Social consequences of academic teaming in middle school: The influence of shared course taking on peer victimization
This study examined the influence of academic teaming (i.e., sharing academic classes with the same classmates) on the relationship between social preference and peer victimization among 6th-grade students in middle school. Approximately 1,000 participants were drawn from 5 middle schools that varied in their practice of academic teaming. A novel methodology for measuring academic teaming at the individual level was employed, in which students received their own teaming score based on the unique set of classmates with whom they shared academic courses in their class schedule. On the basis of both peer- and self-reports of victimization, the results of 2 path models indicated that students with low social preference in highly teamed classroom environments were more victimized than lowpreference students who experienced less teaming throughout the school day. This effect was exaggerated in higher performing classrooms. Implications for the practice of academic teaming were discussed.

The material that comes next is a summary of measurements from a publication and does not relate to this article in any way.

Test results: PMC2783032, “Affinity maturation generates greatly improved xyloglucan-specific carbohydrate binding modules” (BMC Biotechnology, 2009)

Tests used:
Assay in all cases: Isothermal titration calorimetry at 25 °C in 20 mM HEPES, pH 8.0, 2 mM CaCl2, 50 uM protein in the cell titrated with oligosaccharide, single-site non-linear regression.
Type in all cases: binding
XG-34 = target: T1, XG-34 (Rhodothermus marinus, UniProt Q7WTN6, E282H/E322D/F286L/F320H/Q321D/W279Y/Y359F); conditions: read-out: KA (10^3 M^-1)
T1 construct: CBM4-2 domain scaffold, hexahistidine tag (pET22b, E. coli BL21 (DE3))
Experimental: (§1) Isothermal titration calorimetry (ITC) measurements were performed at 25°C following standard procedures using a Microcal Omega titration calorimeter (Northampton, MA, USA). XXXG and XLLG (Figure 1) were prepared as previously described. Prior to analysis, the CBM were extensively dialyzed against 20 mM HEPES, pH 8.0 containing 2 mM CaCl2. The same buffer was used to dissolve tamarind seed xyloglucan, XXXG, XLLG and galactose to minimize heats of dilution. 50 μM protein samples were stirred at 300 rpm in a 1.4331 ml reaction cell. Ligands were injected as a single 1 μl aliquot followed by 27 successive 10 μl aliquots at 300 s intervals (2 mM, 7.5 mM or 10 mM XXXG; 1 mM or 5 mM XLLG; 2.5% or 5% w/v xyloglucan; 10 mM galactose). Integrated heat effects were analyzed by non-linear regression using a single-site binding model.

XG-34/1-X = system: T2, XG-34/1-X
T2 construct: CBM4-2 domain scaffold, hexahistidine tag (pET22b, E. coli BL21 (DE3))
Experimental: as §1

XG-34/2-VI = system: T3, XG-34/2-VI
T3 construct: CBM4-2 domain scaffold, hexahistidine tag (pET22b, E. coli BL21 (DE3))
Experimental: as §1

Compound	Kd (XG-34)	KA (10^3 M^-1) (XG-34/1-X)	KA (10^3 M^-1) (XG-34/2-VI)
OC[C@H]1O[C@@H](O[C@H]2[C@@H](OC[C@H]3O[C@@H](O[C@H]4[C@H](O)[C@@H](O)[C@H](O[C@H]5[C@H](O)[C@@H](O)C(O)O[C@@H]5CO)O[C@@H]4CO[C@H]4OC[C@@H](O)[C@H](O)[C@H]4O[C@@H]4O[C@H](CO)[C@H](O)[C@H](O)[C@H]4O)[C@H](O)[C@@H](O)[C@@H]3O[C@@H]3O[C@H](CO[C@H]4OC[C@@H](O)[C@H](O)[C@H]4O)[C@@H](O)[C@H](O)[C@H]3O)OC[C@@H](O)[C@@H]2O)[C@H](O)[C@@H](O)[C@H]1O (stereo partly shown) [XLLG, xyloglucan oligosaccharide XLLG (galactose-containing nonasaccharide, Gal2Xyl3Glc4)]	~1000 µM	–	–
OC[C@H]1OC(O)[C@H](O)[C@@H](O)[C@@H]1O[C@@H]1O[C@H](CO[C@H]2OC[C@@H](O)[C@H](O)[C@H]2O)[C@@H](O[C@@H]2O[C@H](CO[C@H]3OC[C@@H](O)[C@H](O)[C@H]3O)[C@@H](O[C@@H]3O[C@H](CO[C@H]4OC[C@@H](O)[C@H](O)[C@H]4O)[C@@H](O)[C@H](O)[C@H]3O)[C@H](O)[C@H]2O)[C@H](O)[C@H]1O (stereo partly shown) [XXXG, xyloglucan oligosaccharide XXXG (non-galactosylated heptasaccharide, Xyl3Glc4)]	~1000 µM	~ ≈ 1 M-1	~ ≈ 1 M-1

Ability grouping, Academic teaming, Middle school, Peer victimization, Social preference
Echols, Leslie. "Social consequences of academic teaming in middle school: The influence of shared course taking on peer victimization." Journal of Educational Psychology 107, no. 1 (2015): 272.
Journal of Educational Psychology